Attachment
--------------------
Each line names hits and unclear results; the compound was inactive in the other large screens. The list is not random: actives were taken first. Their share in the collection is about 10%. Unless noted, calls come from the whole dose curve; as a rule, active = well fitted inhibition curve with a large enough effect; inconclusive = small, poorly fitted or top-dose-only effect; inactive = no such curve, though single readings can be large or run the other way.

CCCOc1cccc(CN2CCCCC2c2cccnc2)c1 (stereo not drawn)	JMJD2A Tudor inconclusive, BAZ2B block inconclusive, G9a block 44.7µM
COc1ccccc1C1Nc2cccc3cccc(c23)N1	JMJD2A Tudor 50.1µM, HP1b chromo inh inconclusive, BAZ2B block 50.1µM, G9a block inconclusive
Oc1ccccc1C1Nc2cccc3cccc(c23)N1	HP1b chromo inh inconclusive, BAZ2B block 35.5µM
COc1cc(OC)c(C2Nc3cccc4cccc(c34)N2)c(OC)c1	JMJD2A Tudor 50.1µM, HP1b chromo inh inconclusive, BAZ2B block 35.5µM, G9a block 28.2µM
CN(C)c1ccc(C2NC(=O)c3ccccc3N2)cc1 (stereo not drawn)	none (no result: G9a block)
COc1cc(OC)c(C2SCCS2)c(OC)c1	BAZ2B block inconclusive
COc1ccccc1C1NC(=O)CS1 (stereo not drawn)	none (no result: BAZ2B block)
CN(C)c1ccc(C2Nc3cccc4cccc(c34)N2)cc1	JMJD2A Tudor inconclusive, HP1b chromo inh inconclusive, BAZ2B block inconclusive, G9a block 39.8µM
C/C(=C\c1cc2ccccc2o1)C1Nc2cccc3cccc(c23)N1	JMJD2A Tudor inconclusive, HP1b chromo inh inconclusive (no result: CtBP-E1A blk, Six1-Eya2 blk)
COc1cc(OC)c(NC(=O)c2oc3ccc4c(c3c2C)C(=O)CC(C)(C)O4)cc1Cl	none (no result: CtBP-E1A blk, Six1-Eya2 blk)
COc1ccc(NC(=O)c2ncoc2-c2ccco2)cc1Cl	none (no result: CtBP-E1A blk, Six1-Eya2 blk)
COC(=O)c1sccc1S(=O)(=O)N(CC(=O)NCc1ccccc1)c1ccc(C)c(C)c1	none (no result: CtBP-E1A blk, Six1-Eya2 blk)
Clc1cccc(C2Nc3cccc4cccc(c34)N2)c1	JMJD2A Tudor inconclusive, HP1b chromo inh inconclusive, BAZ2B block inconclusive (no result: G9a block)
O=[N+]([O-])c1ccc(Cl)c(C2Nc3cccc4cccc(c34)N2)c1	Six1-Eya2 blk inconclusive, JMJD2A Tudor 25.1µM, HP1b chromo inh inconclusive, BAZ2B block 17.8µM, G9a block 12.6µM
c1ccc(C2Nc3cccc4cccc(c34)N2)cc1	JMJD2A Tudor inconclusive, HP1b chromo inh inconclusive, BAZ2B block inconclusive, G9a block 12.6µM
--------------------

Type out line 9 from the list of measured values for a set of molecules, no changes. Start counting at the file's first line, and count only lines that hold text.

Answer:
CN(C)c1ccc(C2Nc3cccc4cccc(c34)N2)cc1	JMJD2A Tudor inconclusive, HP1b chromo inh inconclusive, BAZ2B block inconclusive, G9a block 39.8µM